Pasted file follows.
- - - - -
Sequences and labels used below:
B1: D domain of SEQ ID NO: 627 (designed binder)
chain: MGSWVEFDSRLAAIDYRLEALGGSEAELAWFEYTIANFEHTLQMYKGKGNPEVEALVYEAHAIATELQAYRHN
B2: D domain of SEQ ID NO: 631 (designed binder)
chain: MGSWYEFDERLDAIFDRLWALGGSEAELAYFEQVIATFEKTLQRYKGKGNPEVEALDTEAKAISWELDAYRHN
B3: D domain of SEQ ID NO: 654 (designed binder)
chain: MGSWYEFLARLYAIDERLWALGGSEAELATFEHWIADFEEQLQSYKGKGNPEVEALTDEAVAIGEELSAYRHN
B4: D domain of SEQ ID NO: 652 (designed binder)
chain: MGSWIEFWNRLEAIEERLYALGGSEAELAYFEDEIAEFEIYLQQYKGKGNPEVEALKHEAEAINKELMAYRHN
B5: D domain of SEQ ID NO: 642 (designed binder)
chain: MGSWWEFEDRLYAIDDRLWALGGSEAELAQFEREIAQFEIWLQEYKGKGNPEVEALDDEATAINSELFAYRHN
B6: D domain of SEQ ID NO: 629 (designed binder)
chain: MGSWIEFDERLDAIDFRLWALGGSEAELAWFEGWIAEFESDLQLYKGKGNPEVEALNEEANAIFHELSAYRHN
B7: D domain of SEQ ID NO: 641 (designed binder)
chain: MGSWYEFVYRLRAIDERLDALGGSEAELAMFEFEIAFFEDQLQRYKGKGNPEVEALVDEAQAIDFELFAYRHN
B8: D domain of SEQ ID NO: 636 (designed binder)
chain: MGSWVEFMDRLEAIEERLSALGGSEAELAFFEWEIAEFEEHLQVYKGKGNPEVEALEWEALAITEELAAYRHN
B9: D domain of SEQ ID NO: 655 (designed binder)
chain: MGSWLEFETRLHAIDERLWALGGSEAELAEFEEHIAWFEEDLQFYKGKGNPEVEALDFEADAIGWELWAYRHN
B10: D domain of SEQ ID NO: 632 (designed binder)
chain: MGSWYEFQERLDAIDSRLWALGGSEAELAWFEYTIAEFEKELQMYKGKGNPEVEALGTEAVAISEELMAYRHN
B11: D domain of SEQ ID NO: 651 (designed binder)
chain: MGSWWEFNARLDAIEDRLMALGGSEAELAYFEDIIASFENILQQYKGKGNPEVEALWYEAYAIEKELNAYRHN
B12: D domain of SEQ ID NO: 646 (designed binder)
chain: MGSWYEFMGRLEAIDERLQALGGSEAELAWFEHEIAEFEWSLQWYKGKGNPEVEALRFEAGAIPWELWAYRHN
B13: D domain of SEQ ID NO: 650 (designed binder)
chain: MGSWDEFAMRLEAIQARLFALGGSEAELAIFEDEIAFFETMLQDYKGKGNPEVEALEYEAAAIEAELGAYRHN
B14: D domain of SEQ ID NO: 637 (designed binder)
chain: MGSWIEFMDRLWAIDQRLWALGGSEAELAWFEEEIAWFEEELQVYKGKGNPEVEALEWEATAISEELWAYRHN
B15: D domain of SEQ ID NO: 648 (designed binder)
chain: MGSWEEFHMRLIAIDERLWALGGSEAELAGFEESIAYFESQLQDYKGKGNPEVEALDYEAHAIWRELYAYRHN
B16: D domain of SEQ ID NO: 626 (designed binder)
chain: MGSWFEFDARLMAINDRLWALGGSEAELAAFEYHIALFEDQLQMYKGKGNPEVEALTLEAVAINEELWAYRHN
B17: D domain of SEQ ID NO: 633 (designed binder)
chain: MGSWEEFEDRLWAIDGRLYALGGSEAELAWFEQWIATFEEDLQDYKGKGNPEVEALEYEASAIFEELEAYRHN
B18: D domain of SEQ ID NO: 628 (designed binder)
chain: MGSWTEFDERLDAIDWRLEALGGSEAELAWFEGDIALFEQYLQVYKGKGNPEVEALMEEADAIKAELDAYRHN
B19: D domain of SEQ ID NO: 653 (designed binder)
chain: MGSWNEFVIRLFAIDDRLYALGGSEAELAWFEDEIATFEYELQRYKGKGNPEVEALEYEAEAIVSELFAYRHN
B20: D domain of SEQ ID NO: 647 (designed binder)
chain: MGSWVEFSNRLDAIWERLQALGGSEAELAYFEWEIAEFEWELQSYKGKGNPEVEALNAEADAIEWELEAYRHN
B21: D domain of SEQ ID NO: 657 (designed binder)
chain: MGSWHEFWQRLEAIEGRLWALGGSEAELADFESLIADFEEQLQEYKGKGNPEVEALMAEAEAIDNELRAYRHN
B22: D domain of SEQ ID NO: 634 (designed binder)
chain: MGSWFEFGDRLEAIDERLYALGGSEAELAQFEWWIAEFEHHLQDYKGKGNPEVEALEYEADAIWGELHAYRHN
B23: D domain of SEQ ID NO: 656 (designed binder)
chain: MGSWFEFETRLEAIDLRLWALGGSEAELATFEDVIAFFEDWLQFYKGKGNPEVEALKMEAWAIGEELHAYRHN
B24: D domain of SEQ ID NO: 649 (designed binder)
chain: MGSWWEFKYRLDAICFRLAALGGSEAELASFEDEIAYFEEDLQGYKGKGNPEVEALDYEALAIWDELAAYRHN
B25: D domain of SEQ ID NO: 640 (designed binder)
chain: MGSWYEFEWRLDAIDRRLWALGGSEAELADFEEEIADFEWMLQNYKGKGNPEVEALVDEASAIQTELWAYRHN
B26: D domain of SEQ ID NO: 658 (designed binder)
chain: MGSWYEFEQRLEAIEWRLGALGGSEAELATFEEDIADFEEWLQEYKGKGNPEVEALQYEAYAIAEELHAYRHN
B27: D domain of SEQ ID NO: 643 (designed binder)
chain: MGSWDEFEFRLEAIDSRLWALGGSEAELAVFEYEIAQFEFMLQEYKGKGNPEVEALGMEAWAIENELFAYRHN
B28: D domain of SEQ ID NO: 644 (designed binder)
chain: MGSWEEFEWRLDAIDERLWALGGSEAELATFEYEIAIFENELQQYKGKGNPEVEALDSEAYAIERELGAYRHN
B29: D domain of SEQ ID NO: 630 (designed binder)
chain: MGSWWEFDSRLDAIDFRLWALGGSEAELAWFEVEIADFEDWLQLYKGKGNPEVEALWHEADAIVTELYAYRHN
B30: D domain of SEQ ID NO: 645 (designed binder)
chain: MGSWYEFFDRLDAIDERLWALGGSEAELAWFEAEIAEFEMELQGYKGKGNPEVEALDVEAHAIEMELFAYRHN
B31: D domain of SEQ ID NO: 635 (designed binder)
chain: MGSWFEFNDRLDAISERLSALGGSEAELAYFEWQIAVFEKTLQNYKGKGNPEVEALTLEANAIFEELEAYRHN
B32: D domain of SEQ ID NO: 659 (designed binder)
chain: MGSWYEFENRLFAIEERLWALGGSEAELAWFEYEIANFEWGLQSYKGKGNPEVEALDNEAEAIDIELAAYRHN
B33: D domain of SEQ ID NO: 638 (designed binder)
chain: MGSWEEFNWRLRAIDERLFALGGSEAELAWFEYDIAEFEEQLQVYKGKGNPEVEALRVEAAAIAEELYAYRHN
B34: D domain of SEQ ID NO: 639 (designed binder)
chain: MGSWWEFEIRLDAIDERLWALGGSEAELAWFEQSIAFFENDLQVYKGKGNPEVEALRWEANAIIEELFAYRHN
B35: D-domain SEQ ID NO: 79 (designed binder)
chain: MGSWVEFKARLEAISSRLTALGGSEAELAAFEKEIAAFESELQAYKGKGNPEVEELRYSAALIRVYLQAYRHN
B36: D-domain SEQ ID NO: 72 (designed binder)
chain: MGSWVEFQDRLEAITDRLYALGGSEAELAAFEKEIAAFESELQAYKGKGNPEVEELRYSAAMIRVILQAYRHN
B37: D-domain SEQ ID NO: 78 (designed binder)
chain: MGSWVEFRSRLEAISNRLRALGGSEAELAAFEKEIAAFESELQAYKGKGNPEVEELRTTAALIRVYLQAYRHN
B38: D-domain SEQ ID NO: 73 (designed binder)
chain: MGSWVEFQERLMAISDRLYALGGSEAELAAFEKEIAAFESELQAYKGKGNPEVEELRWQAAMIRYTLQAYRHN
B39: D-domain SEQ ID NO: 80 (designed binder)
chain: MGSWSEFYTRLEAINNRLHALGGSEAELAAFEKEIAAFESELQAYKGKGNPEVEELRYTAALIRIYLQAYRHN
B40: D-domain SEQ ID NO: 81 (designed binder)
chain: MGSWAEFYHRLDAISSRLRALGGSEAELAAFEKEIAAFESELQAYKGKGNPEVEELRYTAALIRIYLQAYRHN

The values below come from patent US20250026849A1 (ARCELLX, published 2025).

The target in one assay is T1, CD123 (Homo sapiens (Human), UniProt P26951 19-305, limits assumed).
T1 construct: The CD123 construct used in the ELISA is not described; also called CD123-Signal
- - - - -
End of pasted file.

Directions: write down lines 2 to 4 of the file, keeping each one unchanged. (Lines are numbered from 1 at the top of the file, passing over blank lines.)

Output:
B1: D domain of SEQ ID NO: 627 (designed binder)
chain: MGSWVEFDSRLAAIDYRLEALGGSEAELAWFEYTIANFEHTLQMYKGKGNPEVEALVYEAHAIATELQAYRHN
B2: D domain of SEQ ID NO: 631 (designed binder)